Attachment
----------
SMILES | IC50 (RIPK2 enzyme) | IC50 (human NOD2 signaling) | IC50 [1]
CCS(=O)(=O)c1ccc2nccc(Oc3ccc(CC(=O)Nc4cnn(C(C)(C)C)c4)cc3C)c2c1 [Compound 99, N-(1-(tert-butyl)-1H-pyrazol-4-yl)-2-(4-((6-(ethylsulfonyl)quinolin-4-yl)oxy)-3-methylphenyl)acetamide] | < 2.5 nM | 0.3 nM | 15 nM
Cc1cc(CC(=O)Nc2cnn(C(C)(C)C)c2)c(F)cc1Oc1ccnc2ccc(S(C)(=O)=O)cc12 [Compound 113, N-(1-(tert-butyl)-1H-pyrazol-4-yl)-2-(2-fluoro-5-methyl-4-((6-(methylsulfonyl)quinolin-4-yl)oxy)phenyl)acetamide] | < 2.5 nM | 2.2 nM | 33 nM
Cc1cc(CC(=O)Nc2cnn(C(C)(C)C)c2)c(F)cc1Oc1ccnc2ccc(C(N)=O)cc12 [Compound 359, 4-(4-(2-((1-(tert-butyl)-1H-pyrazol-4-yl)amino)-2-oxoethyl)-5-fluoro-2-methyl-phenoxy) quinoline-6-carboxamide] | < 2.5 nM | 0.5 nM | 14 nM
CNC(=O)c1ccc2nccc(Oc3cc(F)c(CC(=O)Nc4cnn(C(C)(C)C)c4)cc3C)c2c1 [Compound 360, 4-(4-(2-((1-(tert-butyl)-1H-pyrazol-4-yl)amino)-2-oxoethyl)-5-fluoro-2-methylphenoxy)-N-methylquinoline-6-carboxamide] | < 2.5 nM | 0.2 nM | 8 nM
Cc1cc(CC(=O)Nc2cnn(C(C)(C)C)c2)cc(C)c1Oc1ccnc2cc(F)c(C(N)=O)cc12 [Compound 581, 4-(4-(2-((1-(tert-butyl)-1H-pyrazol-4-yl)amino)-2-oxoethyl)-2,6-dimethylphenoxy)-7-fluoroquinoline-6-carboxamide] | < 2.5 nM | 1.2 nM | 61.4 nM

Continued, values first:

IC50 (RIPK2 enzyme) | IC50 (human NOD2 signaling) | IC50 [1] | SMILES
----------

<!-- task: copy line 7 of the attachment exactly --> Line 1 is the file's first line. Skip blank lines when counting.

Continued, values first: